So that’s the first thing and then revisit, you know, meet with whomever and then attend to the feedback. If you are in fact meeting with someone and they are providing you with feedback, I would encourage you to ask if at all you can say, you know, say thank you for the feedback and that you’d like some time to process all that has been shared with you and reflect and then follow up at a later time, you know, not too far off but twenty four, forty eight hours later to provide you an opportunity to process the information so that when you are given the feedback, your response is not based in emotion but it’s based in the facts, it’s based on objectivity and – and you are actually more clear about what you’ve heard, what you understand that you were told and then how you respond. That’s the insight that I would offer others. I don’t even want to say just young women and middle – mid career women, but for all women. I think that’s really important to recognize where we are emotionally in response to feedback.

Sofie: Yes, as you were talking about just taking time to really process that feedback, what someone is saying and reflecting on that emotion, I’m thinking back to oh so many moments where I wish that I had – had that advice. I’ve had feedback given and I didn’t agree with the feedback and my gut reaction was, oh that hurt because I don’t agree with that. I thought I was doing my very best, oh my gosh that makes me feel awful. Why do I feel so awful about this? And rather than, you know, taking time to think through those emotions. Right? You’re going to get that gut reaction out of me. That’s what that person got was a gut reaction from me and it was a very visible change in my face of oh I don’t think that I agree with that. And I think that’s such valuable advice there because when we get feedback and I think something that’s a big part of – of current working culture is that when we get feedback, we’re supposed to, you know, take it and immediately apply it and be thankful for every single piece of feedback that we get and I think feedback is great one hundred percent but there are sometimes where someone does give a piece of feedback and it almost feels like they don’t fully know us or they don’t fully understand perhaps the situation that we were in when that was happening or they don’t fully understand the big picture. And it can be hard to sit in those settings and to get feedback and so absolutely, taking time to say, “hey let me come back to you twenty-four hours later, I’d love to share my thoughts on this feedback but I need a data process. Such a fantastic piece of advice there.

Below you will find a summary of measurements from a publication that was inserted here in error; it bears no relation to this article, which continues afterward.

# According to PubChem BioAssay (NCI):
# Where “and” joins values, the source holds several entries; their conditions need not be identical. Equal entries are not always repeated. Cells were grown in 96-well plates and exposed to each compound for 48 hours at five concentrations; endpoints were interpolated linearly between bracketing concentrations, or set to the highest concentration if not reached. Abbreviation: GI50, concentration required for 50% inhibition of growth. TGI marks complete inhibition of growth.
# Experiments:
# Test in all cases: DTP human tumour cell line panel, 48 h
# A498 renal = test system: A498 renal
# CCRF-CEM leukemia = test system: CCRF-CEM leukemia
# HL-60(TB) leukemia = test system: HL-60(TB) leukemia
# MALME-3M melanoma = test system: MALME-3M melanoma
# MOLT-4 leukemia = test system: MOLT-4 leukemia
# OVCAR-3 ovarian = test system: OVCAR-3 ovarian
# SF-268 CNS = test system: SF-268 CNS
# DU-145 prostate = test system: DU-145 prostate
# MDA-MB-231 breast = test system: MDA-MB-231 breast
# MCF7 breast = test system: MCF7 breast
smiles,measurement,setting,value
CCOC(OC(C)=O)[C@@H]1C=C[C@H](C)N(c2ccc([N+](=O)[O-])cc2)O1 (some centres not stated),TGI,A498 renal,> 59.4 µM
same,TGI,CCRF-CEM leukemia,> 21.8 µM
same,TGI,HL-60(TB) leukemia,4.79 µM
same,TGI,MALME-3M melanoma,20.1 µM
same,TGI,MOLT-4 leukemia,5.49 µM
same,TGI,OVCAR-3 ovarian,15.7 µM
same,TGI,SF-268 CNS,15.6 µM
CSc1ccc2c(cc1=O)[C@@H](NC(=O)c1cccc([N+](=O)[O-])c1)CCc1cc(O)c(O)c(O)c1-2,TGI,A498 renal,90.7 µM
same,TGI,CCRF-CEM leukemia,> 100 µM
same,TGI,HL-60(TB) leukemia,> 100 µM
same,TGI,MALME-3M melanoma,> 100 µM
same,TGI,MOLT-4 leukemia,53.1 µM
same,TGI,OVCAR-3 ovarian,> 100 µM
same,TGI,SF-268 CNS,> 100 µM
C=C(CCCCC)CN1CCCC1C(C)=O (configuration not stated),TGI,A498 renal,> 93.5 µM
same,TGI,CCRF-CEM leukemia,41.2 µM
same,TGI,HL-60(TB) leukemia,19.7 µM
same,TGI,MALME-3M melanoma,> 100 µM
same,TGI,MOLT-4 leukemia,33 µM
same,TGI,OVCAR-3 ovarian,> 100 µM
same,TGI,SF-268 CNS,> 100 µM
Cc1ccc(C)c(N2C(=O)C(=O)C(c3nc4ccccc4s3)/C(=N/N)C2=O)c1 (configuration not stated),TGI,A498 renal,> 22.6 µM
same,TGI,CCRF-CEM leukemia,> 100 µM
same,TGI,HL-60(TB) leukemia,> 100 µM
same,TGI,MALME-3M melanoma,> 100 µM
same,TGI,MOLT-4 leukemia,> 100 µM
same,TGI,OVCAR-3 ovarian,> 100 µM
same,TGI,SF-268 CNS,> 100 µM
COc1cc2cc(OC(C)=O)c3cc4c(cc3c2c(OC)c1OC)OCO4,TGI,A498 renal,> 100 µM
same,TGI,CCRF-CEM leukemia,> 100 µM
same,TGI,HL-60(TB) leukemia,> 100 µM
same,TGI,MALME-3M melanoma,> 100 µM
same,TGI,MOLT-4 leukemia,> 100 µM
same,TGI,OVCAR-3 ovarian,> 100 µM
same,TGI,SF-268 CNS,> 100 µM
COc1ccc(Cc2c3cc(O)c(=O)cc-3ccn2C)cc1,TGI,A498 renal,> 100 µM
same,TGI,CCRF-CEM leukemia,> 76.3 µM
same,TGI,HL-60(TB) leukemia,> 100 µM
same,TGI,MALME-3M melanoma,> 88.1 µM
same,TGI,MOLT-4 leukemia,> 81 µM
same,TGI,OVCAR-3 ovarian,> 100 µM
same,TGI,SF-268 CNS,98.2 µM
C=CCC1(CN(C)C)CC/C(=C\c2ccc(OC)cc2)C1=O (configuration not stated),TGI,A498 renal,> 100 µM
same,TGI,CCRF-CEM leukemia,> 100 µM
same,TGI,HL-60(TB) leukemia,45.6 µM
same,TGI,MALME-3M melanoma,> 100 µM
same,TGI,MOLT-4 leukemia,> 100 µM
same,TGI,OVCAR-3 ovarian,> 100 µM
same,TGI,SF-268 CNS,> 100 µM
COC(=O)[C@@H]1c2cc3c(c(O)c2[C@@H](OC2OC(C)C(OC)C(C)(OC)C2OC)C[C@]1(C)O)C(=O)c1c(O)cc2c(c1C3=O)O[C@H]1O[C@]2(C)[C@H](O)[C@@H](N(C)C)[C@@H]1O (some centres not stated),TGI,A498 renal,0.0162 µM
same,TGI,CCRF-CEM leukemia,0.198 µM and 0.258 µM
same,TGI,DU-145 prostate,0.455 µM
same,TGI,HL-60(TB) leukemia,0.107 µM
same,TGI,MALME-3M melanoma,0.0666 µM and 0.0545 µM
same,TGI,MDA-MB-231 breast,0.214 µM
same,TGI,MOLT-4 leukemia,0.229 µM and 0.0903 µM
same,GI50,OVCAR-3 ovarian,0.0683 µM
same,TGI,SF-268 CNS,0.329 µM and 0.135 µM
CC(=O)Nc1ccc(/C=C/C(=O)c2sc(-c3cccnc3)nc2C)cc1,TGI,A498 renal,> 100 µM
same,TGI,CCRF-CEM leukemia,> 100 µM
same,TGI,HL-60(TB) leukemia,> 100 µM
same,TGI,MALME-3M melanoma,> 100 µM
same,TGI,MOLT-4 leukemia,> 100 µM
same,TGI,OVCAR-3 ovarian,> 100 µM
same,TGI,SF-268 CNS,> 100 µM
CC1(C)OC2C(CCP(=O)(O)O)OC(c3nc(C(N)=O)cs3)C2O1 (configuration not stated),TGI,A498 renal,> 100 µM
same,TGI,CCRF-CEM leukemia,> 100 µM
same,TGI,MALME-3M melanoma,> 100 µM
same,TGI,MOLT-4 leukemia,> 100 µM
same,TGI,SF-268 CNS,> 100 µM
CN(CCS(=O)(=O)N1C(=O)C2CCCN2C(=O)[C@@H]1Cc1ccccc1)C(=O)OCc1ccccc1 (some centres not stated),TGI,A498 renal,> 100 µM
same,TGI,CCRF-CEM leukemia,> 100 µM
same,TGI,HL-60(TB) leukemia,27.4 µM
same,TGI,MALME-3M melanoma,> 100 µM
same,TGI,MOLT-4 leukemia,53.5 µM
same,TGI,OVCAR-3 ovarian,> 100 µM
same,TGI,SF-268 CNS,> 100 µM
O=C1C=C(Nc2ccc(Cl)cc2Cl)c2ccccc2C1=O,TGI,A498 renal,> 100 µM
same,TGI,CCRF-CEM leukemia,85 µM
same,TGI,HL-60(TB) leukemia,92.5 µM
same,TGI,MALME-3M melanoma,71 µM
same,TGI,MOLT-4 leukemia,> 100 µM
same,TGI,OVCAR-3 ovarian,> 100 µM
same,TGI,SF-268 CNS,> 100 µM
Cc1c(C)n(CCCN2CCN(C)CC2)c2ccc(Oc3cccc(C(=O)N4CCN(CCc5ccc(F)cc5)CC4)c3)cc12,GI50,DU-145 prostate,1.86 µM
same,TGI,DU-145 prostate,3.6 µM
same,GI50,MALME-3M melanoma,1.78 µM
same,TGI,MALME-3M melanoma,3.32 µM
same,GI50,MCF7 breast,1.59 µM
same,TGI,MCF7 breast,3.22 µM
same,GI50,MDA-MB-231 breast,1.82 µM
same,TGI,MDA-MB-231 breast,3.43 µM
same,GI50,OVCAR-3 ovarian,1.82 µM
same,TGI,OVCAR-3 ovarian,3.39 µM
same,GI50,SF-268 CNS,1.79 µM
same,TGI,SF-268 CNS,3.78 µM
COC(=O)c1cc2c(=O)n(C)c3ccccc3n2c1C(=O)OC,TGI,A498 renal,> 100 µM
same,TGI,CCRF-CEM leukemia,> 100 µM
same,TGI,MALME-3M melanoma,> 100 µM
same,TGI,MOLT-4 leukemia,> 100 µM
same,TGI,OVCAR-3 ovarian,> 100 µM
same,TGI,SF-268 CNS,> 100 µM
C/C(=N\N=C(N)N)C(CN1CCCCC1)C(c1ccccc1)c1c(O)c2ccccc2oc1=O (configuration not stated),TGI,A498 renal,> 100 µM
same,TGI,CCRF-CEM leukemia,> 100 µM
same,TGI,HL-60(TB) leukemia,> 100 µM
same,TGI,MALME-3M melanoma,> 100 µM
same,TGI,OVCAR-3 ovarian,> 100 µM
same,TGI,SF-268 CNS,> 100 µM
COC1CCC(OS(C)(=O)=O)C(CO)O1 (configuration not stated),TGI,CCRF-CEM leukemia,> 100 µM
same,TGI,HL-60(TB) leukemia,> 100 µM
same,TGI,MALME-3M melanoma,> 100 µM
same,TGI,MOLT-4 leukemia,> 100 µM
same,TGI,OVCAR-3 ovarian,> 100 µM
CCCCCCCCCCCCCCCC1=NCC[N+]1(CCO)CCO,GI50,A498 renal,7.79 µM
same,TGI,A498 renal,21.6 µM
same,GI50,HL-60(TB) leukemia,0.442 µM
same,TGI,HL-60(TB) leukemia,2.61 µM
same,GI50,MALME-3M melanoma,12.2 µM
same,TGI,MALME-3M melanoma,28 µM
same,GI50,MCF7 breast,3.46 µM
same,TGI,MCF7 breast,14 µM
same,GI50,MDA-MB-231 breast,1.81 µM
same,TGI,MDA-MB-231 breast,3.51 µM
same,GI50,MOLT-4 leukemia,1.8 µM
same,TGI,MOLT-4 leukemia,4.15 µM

Dr. Carrie Graham: Yeah, you know Sofie I want to – I also want to add to that is my work is on adult learning and so if we look at feedback not only as a technical responsibility of a manager. Right? I have to provide my team with feedback as part of their annual review. Right? If we move beyond feedback from that perspective, feedback is an amazing way to learn. It’s an amazing resource for learning and workplace learning. Now one of the benefits of taking time and coming back to the conversation is you’re – you’re able to more clearly pose critical questions to help expand your learning. And I say that because I think about you in the example that you just shared is, you know – and we’ve all been in this so please know I’m not singling you out, but when we have an opportunity when we are provided with feedback that we disagree with and the expectation is that we respond in that moment, you are correct the response that people often get is the emotional response and there’s really minimal time for a critical critique of the opposing views.  

If we are all provided time and space to – to process the information and then reflect, that’s a wonderful opportunity for someone to ask the question later, “you know, can you share the context in which you make that, you know, you offer that level of feedback because I disagree and I disagree because…” And you’re able to have a conversation and the conversation ultimately should support people’s level of learning and if it supports their learning, it’s going to support their confidence in the work, hopefully it improves trust. And ultimately people, you know, my – my desire is that people can walk away from those conversations able to do their job better but more importantly, be the person that they truly want to be because of the feedback.

Sofie: Yeah, and I think that part of this is just an ongoing learning process and, you know, how can leaders be part of this ongoing process, you know, and sustain a stable work environment over time that adapts their approaches as the organization grows?

Dr. Carrie Graham: Yeah, I have found in my experience is that when those individuals who are in leadership positions stop making it about themselves and make the priority their team, their staff, their workforce – whomever it is that they are supervising, managing, leading. When you look beyond yourself, you look beyond your need – your own personal needs and focus on why is our production low or why is our customer service – why are we getting complaints. It could potentially be like you’re now not making it about yourself, you’re focusing on the individuals and – and – and there’s an opportunity for leaders to say, “is it that we need more staff to help with production, to help with customer service?” Is it that it’s a period of time where the holidays let’s just say, for example, everyone is stress thin and it’s an incredibly stressful time of year and so if we’re working in a customer service environment, attending to the experiences of your staff, getting to that, focusing on that, is how you are one, able to make effective changes but more importantly, your team feels seen and heard because you are trying to solve a problem for them that they literally have no control over.